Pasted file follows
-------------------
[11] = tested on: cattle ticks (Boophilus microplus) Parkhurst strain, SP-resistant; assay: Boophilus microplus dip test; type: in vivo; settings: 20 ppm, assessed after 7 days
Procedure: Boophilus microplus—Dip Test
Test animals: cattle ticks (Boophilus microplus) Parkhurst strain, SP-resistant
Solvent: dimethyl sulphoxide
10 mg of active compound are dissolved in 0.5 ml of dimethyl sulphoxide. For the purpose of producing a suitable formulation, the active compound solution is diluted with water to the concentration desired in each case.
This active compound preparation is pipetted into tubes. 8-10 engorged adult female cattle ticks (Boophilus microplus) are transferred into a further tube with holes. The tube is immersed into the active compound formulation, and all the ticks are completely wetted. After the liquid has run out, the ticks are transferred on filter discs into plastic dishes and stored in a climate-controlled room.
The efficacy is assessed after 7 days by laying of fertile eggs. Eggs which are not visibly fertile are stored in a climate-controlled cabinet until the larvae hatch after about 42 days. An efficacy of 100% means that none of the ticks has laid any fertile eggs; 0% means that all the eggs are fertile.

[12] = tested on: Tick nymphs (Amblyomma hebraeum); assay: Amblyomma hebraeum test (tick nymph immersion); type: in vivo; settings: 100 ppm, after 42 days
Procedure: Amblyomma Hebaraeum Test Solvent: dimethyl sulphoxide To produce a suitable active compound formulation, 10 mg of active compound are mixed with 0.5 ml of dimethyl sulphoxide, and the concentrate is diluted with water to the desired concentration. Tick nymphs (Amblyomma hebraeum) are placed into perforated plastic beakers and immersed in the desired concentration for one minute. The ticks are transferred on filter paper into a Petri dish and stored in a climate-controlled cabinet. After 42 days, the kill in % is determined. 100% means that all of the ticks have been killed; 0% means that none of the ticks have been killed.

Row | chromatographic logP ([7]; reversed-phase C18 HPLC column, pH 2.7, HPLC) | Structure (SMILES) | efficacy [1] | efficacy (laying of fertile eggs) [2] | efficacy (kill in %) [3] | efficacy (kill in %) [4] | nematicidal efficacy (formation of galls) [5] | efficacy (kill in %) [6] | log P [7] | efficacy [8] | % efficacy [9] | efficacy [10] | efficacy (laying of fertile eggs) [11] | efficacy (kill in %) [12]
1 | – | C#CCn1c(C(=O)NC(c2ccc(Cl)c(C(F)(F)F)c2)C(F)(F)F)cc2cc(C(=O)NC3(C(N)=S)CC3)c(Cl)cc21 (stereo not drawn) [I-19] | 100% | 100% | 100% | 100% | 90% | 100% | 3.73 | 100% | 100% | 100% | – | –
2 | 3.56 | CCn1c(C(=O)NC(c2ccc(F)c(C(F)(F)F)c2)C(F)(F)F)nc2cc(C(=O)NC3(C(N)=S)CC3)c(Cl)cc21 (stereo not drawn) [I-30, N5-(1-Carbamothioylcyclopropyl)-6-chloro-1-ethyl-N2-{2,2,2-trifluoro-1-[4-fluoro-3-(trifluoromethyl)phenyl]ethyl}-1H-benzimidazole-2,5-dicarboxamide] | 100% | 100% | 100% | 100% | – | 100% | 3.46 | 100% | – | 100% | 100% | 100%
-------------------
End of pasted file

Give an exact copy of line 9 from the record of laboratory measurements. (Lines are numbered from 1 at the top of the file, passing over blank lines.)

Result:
Procedure: Amblyomma Hebaraeum Test Solvent: dimethyl sulphoxide To produce a suitable active compound formulation, 10 mg of active compound are mixed with 0.5 ml of dimethyl sulphoxide, and the concentrate is diluted with water to the desired concentration. Tick nymphs (Amblyomma hebraeum) are placed into perforated plastic beakers and immersed in the desired concentration for one minute. The ticks are transferred on filter paper into a Petri dish and stored in a climate-controlled cabinet. After 42 days, the kill in % is determined. 100% means that all of the ticks have been killed; 0% means that none of the ticks have been killed.